Andersons 2012 Beef Outlook: Cautiously Positive

The Andersons 2012 outlook studies the consequences of the past year on beef production in the UK and identifies the key issues that await it in 2012.
calendar icon 27 January 2012
clock icon 3 minute read

Finished prices reached historical highs in 2011 despite significantly increased domestic supply (see Figure 1). Much of this was due to greater exports. Whilst volumes have not yet returned to pre-BSE levels, they increased by over 40% in the first 5 months of 2011 compared to the same period in 2010. EU destinations accounted for 95% of exports, principally the Netherlands and Ireland. This highlights both the boost that the weaker Pound against the Euro has given to the UK market in recent years, and the dangers posed by the current Eurozone crisis. At the same time imports reduced by 4% for the same period, which predominantly originates from the EU, particularly Ireland.

Calf prices have weakened due to the lack of an export market and high cereal prices. However, store cattle prices have strengthened by as much as £150 per head following the improved finished price and the expectation that this will be maintained throughout 2012 when these cattle will be ready.

The beef herd, despite a 2% rise in 2010, is continuing on a longterm downward trend. The 2011 year saw additional heifer and cow slaughterings following higher input costs and the relative increase in the profitability of arable enterprises.

Domestic supply is expected to tighten due to the lower breeding herd, high export demand, and reduced bull beef supply due to the cost of feed. This latter factor is also likely to lead to lower carcass weights as finishers try to minimise the amount of purchased feed. This too will reduce the volume of supply. Domestic prices could hold if continental demand compensates for a potential reduction in domestic demand following Government austerity measures and higher inflation.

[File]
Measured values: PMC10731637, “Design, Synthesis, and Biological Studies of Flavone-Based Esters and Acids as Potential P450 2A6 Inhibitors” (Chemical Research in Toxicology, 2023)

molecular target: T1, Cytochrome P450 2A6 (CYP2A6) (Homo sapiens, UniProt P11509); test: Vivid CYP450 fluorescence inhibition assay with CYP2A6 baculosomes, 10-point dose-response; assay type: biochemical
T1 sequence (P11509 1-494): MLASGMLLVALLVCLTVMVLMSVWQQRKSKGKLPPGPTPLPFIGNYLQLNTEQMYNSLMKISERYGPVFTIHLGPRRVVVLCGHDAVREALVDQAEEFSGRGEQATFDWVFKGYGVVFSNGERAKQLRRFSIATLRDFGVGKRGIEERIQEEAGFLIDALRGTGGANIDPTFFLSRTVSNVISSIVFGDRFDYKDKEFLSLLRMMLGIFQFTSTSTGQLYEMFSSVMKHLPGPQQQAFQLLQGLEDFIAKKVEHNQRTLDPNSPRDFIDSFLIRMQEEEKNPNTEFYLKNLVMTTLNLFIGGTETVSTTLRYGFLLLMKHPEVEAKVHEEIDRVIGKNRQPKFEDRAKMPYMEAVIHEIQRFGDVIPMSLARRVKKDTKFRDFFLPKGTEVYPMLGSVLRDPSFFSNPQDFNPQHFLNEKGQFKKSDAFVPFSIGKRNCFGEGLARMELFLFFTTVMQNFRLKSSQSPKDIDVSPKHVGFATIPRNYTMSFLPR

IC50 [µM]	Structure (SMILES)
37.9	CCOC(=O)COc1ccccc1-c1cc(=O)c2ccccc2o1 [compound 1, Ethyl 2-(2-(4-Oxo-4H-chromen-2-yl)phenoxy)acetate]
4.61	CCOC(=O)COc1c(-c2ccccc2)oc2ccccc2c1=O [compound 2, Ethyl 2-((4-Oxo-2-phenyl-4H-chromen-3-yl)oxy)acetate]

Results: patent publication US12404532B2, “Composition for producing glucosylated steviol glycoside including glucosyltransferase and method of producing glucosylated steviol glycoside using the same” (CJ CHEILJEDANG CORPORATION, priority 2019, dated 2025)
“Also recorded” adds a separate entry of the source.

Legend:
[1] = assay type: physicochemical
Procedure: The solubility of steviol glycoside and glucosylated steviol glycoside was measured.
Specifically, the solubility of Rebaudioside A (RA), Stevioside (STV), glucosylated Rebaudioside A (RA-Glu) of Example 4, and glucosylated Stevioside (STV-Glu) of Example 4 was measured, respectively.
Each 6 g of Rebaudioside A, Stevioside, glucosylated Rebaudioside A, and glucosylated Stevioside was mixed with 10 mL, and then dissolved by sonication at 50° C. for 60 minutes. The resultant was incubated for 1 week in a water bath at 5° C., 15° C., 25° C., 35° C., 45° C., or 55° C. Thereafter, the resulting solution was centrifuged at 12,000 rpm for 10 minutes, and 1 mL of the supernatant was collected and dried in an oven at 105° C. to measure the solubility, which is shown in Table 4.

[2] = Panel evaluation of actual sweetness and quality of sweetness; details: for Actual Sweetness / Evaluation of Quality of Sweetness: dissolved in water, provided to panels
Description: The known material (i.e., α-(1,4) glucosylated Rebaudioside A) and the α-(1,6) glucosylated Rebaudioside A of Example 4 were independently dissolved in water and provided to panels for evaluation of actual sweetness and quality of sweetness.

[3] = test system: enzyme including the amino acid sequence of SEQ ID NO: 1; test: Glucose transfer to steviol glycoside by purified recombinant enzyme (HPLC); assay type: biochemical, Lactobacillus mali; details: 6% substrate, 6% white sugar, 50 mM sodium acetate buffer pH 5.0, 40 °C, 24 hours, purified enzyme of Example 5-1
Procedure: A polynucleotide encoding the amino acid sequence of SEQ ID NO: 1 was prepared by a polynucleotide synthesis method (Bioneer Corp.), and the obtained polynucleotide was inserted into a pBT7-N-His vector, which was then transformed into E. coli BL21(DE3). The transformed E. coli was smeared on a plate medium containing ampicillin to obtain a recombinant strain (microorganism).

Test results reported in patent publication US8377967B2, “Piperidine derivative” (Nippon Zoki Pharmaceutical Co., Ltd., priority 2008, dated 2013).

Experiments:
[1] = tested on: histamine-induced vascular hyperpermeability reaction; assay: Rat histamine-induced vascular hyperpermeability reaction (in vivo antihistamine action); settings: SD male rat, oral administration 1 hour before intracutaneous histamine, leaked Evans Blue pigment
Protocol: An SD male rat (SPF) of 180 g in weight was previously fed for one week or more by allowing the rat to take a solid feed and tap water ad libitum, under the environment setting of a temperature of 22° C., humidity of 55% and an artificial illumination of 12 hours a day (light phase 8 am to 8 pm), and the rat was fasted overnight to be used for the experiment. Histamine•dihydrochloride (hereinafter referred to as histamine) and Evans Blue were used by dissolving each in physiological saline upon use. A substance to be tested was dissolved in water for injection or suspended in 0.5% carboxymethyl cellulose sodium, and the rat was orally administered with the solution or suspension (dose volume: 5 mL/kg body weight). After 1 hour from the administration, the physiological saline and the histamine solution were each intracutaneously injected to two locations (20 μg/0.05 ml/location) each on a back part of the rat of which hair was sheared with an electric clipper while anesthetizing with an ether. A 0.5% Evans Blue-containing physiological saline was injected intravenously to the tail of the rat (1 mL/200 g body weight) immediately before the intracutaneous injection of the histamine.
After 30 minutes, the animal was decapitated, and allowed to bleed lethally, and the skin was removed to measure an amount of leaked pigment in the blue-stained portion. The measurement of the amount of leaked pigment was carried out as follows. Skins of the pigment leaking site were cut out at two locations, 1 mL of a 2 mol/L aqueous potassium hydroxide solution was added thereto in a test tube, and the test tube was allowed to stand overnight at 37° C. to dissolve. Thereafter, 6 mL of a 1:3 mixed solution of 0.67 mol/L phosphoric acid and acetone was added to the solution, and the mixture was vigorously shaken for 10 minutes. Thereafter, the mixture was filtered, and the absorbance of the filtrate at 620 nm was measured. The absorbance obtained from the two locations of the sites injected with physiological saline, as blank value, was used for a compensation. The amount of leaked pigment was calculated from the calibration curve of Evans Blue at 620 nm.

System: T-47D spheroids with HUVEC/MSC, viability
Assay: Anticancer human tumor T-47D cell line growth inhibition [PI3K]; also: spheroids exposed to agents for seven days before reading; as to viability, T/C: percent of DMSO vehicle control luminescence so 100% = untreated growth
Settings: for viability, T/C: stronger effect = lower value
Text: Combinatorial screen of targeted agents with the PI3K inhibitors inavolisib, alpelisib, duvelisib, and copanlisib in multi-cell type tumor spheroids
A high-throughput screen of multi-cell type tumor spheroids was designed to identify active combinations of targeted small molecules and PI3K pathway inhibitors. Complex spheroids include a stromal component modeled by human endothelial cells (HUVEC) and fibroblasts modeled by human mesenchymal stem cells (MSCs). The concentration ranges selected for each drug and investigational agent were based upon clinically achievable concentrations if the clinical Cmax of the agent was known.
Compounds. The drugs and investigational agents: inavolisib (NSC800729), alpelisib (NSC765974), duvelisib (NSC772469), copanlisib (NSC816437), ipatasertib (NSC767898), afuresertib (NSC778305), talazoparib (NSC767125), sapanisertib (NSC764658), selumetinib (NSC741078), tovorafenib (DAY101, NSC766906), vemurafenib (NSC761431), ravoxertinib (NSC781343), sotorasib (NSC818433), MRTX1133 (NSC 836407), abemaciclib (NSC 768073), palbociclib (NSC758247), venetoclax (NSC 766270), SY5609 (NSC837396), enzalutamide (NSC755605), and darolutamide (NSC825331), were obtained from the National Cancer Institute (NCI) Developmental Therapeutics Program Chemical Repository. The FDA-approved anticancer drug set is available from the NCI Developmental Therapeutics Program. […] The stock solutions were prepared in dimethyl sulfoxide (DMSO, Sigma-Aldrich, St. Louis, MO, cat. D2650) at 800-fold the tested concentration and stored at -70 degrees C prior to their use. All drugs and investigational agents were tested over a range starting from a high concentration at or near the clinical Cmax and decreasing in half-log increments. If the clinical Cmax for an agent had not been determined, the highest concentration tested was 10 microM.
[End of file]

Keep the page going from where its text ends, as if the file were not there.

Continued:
A sector concern is mounting production costs with strong feed, straw, fertiliser and fuel prices. Recent EBLEX figures suggest current costs of production for an English lowland suckler herd for the April to September 2011 period are £2.96 per kg liveweight. The equivalent for an extensive English finishing unit is £4.11 per kg deadweight. These are up 4.2% and 3% respectively on the figures for the year to March 2011.

The feared trade deal with the Mercosur trading block, opening the EU market to South American imports, looks unlikely to be agreed in 2012. South America has low production costs, but these are rising (including land and labour costs). When or if agreed, a deal’s impact may be diluted if world prices strengthen towards current European prices. Therefore, the longer a deal is delayed the less the likely impact will be on UK producers.

Figure 1 UK Beef and Veal Supply and Demand - 2006 to 2012

Another political challenge continues to be TB. Whether the industry-led cull in England gains traction or too many bureaucratic obstacles make progress impractical, remains to be seen. Despite these negatives, the beef industry continues to face the future with optimism with quality replacement stock, both males and females, continuing to command high prices.

Many English producers have seen their Single Payment decline with the dynamic transition to a regional SPS in 2012. CAP reform looks likely to compel countries using a historic payment approach to adopt a regional method, putting pressure on some intensive EU units. In addition, CAP reform is likely to erode future support payments making profitability more dependent upon the market.

Market prospects, despite being volatile, may be cautiously positive. However, with imminent CAP reform and production costs typically exceeding market returns, beef farmers should continue to review their business plans.

January 2012

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